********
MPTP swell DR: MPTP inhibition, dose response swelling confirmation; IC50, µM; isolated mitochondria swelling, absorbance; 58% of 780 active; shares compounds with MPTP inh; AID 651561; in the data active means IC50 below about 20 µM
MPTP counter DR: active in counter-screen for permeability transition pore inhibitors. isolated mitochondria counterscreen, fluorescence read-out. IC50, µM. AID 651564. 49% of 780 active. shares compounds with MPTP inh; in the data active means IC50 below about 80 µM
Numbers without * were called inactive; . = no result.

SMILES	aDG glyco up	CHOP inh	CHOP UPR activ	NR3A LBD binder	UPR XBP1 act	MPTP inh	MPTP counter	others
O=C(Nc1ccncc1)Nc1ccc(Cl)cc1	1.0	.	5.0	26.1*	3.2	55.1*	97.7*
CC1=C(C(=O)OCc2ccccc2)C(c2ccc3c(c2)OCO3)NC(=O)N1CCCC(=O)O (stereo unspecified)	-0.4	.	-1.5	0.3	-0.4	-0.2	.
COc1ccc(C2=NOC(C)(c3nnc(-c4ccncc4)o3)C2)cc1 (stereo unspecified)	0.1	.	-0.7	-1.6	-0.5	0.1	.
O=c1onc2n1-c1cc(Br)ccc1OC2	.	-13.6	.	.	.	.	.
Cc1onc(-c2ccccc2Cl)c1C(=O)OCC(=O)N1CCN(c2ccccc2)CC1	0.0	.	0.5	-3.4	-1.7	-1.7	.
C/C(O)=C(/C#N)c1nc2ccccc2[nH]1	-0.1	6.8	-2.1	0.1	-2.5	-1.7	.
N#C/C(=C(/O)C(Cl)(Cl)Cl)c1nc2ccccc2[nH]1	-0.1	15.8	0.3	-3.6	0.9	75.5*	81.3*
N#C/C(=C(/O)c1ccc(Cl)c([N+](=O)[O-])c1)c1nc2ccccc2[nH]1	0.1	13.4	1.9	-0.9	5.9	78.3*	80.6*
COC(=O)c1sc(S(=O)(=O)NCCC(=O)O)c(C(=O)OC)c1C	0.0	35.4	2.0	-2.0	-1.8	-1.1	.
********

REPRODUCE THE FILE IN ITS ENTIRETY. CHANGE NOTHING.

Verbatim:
MPTP swell DR: MPTP inhibition, dose response swelling confirmation; IC50, µM; isolated mitochondria swelling, absorbance; 58% of 780 active; shares compounds with MPTP inh; AID 651561; in the data active means IC50 below about 20 µM
MPTP counter DR: active in counter-screen for permeability transition pore inhibitors. isolated mitochondria counterscreen, fluorescence read-out. IC50, µM. AID 651564. 49% of 780 active. shares compounds with MPTP inh; in the data active means IC50 below about 80 µM
Numbers without * were called inactive; . = no result.

SMILES	aDG glyco up	CHOP inh	CHOP UPR activ	NR3A LBD binder	UPR XBP1 act	MPTP inh	MPTP counter	others
O=C(Nc1ccncc1)Nc1ccc(Cl)cc1	1.0	.	5.0	26.1*	3.2	55.1*	97.7*
CC1=C(C(=O)OCc2ccccc2)C(c2ccc3c(c2)OCO3)NC(=O)N1CCCC(=O)O (stereo unspecified)	-0.4	.	-1.5	0.3	-0.4	-0.2	.
COc1ccc(C2=NOC(C)(c3nnc(-c4ccncc4)o3)C2)cc1 (stereo unspecified)	0.1	.	-0.7	-1.6	-0.5	0.1	.
O=c1onc2n1-c1cc(Br)ccc1OC2	.	-13.6	.	.	.	.	.
Cc1onc(-c2ccccc2Cl)c1C(=O)OCC(=O)N1CCN(c2ccccc2)CC1	0.0	.	0.5	-3.4	-1.7	-1.7	.
C/C(O)=C(/C#N)c1nc2ccccc2[nH]1	-0.1	6.8	-2.1	0.1	-2.5	-1.7	.
N#C/C(=C(/O)C(Cl)(Cl)Cl)c1nc2ccccc2[nH]1	-0.1	15.8	0.3	-3.6	0.9	75.5*	81.3*
N#C/C(=C(/O)c1ccc(Cl)c([N+](=O)[O-])c1)c1nc2ccccc2[nH]1	0.1	13.4	1.9	-0.9	5.9	78.3*	80.6*
COC(=O)c1sc(S(=O)(=O)NCCC(=O)O)c(C(=O)OC)c1C	0.0	35.4	2.0	-2.0	-1.8	-1.1	.